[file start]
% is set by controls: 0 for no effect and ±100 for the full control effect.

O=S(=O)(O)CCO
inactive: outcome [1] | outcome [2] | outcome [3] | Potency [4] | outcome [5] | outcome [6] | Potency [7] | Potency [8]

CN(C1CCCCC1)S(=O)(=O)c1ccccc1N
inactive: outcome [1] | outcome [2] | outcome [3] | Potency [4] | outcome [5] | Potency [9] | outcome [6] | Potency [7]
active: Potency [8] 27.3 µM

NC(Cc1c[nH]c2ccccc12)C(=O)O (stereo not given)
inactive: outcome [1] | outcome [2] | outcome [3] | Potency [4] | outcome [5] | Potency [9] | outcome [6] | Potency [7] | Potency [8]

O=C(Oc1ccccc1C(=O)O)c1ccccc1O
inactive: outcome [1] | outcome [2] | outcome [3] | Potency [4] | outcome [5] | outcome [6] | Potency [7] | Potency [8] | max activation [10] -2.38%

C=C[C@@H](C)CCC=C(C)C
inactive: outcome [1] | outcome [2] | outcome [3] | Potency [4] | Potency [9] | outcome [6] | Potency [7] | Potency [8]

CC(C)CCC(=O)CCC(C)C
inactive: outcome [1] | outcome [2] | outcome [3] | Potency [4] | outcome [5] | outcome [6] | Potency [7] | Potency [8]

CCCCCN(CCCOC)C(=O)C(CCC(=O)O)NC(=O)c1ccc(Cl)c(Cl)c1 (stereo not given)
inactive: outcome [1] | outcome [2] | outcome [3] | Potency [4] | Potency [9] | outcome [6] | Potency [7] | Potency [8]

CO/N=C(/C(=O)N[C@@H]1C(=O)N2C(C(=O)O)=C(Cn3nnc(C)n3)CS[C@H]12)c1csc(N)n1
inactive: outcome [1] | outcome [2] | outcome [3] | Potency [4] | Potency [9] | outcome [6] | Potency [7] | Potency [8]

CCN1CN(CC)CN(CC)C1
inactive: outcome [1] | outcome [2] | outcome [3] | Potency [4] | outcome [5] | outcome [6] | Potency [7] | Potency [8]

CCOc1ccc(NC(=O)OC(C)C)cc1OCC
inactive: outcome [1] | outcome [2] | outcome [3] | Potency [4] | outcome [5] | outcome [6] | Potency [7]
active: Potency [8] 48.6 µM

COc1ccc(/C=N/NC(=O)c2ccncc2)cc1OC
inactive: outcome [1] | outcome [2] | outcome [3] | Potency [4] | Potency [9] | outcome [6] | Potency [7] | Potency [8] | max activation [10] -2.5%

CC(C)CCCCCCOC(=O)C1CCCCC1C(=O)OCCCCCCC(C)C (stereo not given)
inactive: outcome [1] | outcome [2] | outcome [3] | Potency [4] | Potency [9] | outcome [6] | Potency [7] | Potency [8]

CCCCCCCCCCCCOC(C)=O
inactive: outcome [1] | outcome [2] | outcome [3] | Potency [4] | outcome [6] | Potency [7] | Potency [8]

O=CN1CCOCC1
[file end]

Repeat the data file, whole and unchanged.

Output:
% is set by controls: 0 for no effect and ±100 for the full control effect.

O=S(=O)(O)CCO
inactive: outcome [1] | outcome [2] | outcome [3] | Potency [4] | outcome [5] | outcome [6] | Potency [7] | Potency [8]

CN(C1CCCCC1)S(=O)(=O)c1ccccc1N
inactive: outcome [1] | outcome [2] | outcome [3] | Potency [4] | outcome [5] | Potency [9] | outcome [6] | Potency [7]
active: Potency [8] 27.3 µM

NC(Cc1c[nH]c2ccccc12)C(=O)O (stereo not given)
inactive: outcome [1] | outcome [2] | outcome [3] | Potency [4] | outcome [5] | Potency [9] | outcome [6] | Potency [7] | Potency [8]

O=C(Oc1ccccc1C(=O)O)c1ccccc1O
inactive: outcome [1] | outcome [2] | outcome [3] | Potency [4] | outcome [5] | outcome [6] | Potency [7] | Potency [8] | max activation [10] -2.38%

C=C[C@@H](C)CCC=C(C)C
inactive: outcome [1] | outcome [2] | outcome [3] | Potency [4] | Potency [9] | outcome [6] | Potency [7] | Potency [8]

CC(C)CCC(=O)CCC(C)C
inactive: outcome [1] | outcome [2] | outcome [3] | Potency [4] | outcome [5] | outcome [6] | Potency [7] | Potency [8]

CCCCCN(CCCOC)C(=O)C(CCC(=O)O)NC(=O)c1ccc(Cl)c(Cl)c1 (stereo not given)
inactive: outcome [1] | outcome [2] | outcome [3] | Potency [4] | Potency [9] | outcome [6] | Potency [7] | Potency [8]

CO/N=C(/C(=O)N[C@@H]1C(=O)N2C(C(=O)O)=C(Cn3nnc(C)n3)CS[C@H]12)c1csc(N)n1
inactive: outcome [1] | outcome [2] | outcome [3] | Potency [4] | Potency [9] | outcome [6] | Potency [7] | Potency [8]

CCN1CN(CC)CN(CC)C1
inactive: outcome [1] | outcome [2] | outcome [3] | Potency [4] | outcome [5] | outcome [6] | Potency [7] | Potency [8]

CCOc1ccc(NC(=O)OC(C)C)cc1OCC
inactive: outcome [1] | outcome [2] | outcome [3] | Potency [4] | outcome [5] | outcome [6] | Potency [7]
active: Potency [8] 48.6 µM

COc1ccc(/C=N/NC(=O)c2ccncc2)cc1OC
inactive: outcome [1] | outcome [2] | outcome [3] | Potency [4] | Potency [9] | outcome [6] | Potency [7] | Potency [8] | max activation [10] -2.5%

CC(C)CCCCCCOC(=O)C1CCCCC1C(=O)OCCCCCCC(C)C (stereo not given)
inactive: outcome [1] | outcome [2] | outcome [3] | Potency [4] | Potency [9] | outcome [6] | Potency [7] | Potency [8]

CCCCCCCCCCCCOC(C)=O
inactive: outcome [1] | outcome [2] | outcome [3] | Potency [4] | outcome [6] | Potency [7] | Potency [8]

O=CN1CCOCC1